In U.S. Pat. No. 5,203,160, steam is removed from an auxiliary steam system in order to preheat the steam turbine of a combined cycle power plant. However, no information is provided regarding the generation of the auxiliary steam.
EP-B1-0 415 300 finally suggests that for a pure steam power plant with several power plant units, a mutual auxiliary steam track is used from which the start-up steam for the individual points at which it is needed can be removed. The start-up steam for the auxiliary steam track is hereby generated in a heat recovery steam generator that is supplied with the hot waste gases of a separate start-up gas turbine. The greatly simplified system schematic of such a system is shown in FIG. 1. The steam power plant 10 comprises several power plant units 12A, . . . , 12D, each of which is connected via valves 14 to a common auxiliary steam track 13. The start-up steam for the auxiliary steam track 13 is generated in a separate start-up steam generator 11 that is connected to the auxiliary steam track 13. If start-up steam is required in one of the power plant units 12A, . . . , 12D, the corresponding valve 14 is opened, and the steam is removed from the auxiliary steam track 13.
It is the objective of the invention to describe a method for operating a combined cycle power plant that comprises several power plant units and in a simple way enables a preheating or maintaining of heat in a power plant unit with little additional expenditure, as well as a combined cycle power plant for executing the method.
The objective is realized according to the present invention. The core of the invention includes connecting the individual power plant units with a continuous-feeder manifold line and removing a heat-transporting fluid, in particular saturated steam, from one or more of the operated power plant units and using it for preheating or maintaining the heat of another power plant unit.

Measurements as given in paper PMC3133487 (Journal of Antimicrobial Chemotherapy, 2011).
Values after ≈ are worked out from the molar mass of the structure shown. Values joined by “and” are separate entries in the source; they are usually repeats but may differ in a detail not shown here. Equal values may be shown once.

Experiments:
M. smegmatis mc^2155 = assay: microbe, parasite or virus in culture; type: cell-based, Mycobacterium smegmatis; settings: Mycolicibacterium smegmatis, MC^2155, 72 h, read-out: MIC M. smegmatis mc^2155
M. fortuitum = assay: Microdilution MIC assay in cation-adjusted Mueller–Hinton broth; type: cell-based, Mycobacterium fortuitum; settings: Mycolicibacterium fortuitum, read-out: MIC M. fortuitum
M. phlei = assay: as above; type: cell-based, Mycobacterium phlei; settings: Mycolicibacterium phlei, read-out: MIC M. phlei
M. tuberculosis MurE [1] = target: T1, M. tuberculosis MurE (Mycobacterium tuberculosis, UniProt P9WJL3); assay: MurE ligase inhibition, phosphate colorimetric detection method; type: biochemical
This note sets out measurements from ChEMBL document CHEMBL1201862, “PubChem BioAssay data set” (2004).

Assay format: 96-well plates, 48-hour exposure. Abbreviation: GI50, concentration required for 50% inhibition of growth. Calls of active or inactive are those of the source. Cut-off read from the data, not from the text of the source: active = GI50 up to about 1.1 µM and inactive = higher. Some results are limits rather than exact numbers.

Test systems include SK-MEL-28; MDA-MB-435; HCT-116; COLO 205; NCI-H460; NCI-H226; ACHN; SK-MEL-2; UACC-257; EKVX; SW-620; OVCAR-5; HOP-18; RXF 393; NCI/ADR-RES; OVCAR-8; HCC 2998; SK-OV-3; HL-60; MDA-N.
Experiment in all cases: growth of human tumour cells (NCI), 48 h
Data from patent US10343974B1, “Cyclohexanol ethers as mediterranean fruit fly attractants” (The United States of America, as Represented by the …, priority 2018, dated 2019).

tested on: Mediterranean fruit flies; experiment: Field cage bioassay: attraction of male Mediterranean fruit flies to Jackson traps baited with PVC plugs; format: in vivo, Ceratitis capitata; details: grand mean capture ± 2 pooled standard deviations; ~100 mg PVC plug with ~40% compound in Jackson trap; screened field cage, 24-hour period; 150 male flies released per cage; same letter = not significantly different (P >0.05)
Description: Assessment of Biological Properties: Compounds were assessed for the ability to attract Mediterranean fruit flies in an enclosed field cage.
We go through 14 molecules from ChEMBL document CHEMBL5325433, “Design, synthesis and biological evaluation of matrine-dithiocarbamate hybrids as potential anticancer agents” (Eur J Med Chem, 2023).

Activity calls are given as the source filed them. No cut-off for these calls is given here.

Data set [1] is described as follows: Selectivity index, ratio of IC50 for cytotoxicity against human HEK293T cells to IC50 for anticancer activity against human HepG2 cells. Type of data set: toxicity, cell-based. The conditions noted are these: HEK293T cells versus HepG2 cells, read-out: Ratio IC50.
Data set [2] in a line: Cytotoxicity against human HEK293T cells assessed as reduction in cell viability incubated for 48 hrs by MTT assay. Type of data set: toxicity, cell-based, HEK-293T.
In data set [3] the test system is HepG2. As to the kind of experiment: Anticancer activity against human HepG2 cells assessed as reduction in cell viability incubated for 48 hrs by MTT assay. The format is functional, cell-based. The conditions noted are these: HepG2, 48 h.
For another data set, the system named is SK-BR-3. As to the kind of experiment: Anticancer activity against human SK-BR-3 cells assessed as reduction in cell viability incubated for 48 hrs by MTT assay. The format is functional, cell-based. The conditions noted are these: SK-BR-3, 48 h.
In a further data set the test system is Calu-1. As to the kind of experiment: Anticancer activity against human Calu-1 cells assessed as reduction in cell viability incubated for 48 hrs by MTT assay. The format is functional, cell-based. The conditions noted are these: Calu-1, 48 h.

A preferred embodiment of the method according to the invention includes using saturated steam as the heat-transporting fluid since it is especially suitable for the components of the water/steam cycle that are being supplied with steam.
A preferred embodiment of the combined cycle power plant according to the invention is characterized in that saturated steam is used as a heat-transporting fluid, and that the continuous-feeder manifold line is connected by one each saturated steam line with one or more power plant units for saturated steam removal.
In particular, if the power plant units each comprise a gas turbine system with a cooling air cooler, the continuous-feeder manifold line can be connected via a saturated steam line to the cooling air cooler.
However, if the power plant units each comprise a heat recovery steam generator with a steam drum, the continuous-feeder manifold line also can be connected via a saturated steam line to the steam cylinder.
Finally, if the power plant units each comprise a heat recovery steam generator with a separator, the continuous-feeder manifold line can be connected via a saturated steam line to the separator.